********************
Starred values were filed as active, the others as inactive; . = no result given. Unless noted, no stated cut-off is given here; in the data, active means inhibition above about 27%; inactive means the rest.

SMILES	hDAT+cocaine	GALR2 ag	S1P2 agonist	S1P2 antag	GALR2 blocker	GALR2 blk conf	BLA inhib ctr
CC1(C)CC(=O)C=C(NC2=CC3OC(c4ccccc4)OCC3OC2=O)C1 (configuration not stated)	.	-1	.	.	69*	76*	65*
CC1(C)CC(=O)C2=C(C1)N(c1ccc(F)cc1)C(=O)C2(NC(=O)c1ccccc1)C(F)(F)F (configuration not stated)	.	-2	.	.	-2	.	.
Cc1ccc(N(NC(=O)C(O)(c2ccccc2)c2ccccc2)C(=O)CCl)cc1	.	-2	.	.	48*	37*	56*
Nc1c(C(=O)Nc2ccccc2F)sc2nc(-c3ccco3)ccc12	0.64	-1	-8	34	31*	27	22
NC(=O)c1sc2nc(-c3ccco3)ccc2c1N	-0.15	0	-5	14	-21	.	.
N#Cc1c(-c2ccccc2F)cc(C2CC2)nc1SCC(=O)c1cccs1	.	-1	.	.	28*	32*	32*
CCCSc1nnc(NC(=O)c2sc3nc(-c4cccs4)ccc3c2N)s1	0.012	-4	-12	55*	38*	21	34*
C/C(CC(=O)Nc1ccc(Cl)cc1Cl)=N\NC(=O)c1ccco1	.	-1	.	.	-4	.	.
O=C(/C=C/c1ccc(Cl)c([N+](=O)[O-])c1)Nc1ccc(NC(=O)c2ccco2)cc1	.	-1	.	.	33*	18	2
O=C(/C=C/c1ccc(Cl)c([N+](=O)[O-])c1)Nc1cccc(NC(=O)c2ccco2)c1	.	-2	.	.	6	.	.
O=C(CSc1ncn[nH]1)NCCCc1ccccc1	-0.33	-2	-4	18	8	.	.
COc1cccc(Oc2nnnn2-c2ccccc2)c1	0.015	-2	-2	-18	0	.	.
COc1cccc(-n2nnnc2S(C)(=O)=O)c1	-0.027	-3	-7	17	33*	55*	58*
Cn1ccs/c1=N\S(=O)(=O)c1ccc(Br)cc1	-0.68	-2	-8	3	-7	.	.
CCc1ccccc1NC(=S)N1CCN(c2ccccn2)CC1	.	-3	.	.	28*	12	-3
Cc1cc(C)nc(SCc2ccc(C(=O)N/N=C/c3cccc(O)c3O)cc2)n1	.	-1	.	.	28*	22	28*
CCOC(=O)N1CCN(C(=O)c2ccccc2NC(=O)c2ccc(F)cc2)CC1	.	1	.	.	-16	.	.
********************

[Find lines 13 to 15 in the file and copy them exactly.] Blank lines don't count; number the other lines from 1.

O=C(CSc1ncn[nH]1)NCCCc1ccccc1	-0.33	-2	-4	18	8	.	.
COc1cccc(Oc2nnnn2-c2ccccc2)c1	0.015	-2	-2	-18	0	.	.
COc1cccc(-n2nnnc2S(C)(=O)=O)c1	-0.027	-3	-7	17	33*	55*	58*